‘Day of Judgement’ The day when Allah will judge people and rule on peoples’ hearts… For that reason, when we find ourselves judging others, when we find ourselves ruling and judging peoples hearts we haven’t truly grasped or believed in this verse correctly. When we continue to say bad things about others our deeds are then passed on to them and in essence they may be better than you… Allah has set aside a whole day to judge people, to judge us, we have no right to start judging others on Earth.

The Supplication

We begin by praising Allah in the first three verses, the fourth is now between Allah and the worshipper ‘Iyyaka na budu wa iyyaka nasta in’ Allah reveals to us that He gives whatever we ask for, we then continue making our supplication, ‘Ihdina s-sirata l- mustaqim, siratal ladhina an amta alayhim ghayril-maghdubi alayhim wa la d-dallin’ We ask for guidance and steadfastness on the straight path because that is the most important gift that we can all have.

The description of the straight path: The path whom Allah has guided; Prophet Muhammed (pbuh), his companions and the previous Prophets (Adam, Abraham, Moses, Jesus – Peace be upon them all)… Allah knows who he has guided.

not of those whom erred Your are anger: Those who knew the scriptures and hid them intentionally. Those who knew the truth but they rejected it and did not follow it or they don’t want it.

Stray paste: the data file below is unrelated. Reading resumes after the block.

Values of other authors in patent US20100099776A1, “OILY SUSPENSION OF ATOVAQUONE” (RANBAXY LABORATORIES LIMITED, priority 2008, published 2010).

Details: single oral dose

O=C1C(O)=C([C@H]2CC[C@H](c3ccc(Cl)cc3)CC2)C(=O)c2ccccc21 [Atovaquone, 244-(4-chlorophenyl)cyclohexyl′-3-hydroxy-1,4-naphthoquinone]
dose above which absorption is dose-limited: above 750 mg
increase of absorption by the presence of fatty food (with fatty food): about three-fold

nor of those who are astray: Neither did they know it or did they bother to know it. Those people who are not in search of the truth and at times know what is right but their weakness has led them far away.

The Opener of Salaah

This Surah is recited at least 17 times a day, with obligatory prayers even more then 17. There is no Salaah for one who does not read Surah Fatiha, it will become invalid. We open this Salaah by thanking Allah, every segment we read we acknowledge that He is the Owner. By declaring Allah is our creator we automatically become the worshipper. One of the names of Al-Fatiha is As-Salaah; The Surah that prayers are begun and reciting it is a condition for the precision of our Salaah. By understanding the true meaning when reciting this Surah in each rakaat (unit) we will notice how sharp our focus is and how our concentration levels will gradually increase. Insha’Allah.

Opening a dialogue with Allah

When we begin to pray this Surah we don’t realise that Allah hears us and is responding to us. If we felt that we would immediately take our time in Salaah. The Hadith Qudsi tells us how freely a believer can communicate with his Lord. Hadith Qudsi are sacred quotations sent directly from Allah through our beloved Prophet Muhammed (pbuh) but are not part of the Quran.

Hadith Qudsi No. 8 of 40

On the authority of Abu Hurayrah (may Allah be pleased with him) from the Prophet (PBUH), who said:

‘A prayer performed by someone who has not recited the Essence of the Quran (1) during it is deficient (and he repeated the word three times), incomplete.’

Someone said to Abu Hurayrah: [Even though] we are behind the imam? (2)